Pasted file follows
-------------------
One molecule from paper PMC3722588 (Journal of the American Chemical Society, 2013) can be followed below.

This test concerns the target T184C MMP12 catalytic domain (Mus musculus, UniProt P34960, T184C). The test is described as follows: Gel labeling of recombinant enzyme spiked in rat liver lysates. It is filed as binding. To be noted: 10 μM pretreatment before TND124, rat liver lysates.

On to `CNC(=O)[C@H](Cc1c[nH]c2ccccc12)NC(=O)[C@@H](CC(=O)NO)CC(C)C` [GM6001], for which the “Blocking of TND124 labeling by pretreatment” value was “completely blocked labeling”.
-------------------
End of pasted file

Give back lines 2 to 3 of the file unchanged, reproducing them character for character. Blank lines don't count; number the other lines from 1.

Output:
This test concerns the target T184C MMP12 catalytic domain (Mus musculus, UniProt P34960, T184C). The test is described as follows: Gel labeling of recombinant enzyme spiked in rat liver lysates. It is filed as binding. To be noted: 10 μM pretreatment before TND124, rat liver lysates.

On to `CNC(=O)[C@H](Cc1c[nH]c2ccccc12)NC(=O)[C@@H](CC(=O)NO)CC(C)C` [GM6001], for which the “Blocking of TND124 labeling by pretreatment” value was “completely blocked labeling”.